The Kite Runner Analysis

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The Kite Runner, a story of an unexpected friendship between a wealthy boy and his servant, is written by Khaled Hosseini. Hosseini was born on March 4, 1965, in Kabul, Afghanistan. At the age of 11, his family was relocated to Paris by the Foreign Ministry. By 1980, Hosseini’s family was granted permission to move back to Afghanistan, however because of the invasion of the Soviet army and a communist coup, they never returned to their hometown. Instead they immigrated to San Diego, USA, where Hosseini obtained a medical degree at the University of California San Diego. He is now a full time author, and owns a nonprofit organization called The Khaled Hosseini Foundation. He has published three other books, all which are based on his hometown, Kabul, Afghanistan. The Kite Runner is a fictitious novel with the…show more content…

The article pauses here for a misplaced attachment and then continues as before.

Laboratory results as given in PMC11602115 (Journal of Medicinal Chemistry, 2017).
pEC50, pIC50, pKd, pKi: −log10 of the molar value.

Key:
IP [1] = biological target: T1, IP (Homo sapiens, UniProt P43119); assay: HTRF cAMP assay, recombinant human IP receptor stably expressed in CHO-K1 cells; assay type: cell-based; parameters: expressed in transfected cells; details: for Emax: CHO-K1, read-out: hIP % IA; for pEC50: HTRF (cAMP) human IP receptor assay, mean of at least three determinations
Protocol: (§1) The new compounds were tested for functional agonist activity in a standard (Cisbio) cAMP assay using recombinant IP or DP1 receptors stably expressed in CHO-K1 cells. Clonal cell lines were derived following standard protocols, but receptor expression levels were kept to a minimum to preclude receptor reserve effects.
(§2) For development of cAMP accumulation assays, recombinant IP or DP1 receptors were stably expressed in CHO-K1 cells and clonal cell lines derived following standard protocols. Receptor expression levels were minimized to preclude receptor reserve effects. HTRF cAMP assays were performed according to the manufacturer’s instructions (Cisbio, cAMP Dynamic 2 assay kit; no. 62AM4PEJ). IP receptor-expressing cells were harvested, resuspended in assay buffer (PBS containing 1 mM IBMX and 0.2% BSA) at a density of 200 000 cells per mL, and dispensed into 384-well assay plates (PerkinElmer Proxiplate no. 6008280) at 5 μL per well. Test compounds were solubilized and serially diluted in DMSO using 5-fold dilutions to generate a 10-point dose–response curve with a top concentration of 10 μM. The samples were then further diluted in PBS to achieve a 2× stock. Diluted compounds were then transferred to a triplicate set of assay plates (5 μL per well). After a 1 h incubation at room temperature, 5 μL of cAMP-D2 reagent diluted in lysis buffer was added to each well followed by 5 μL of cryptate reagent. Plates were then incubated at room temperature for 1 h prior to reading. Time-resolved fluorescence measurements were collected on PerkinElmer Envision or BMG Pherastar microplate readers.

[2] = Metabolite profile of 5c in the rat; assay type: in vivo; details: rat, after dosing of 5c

The two major aspects of the book that I believed was lacking, was the absence of numerous perspectives and the subplots. To start with, the book was too Amir biased. At one point of the story, Amir tries to get rid of Hassan, so he frames him as a thief by planting bill notes under his pillow. As a result Hassan is forced to quit his job as a servant, and leaves. It is obvious that Amir is the person at fault in this situation, however because of the singular point of view, he is portrayed as if he did the right thing for himself. The story is narrated by Amir, so we readers were only entitled to one person’s view. It would have been easier to connect with the characters and expand our outlooks on the story, if it consisted of more alternating perspectives. Furthermore, some of the subplots were too convenient, and too planned in the story. For example, when Amir returns back to Kabul in search for Sohrab, he comes across a beggar on the streets. The beggar, just so happens to be a literature professor who once taught Amir’s mother! The ‘coincidences’ felt too staged and

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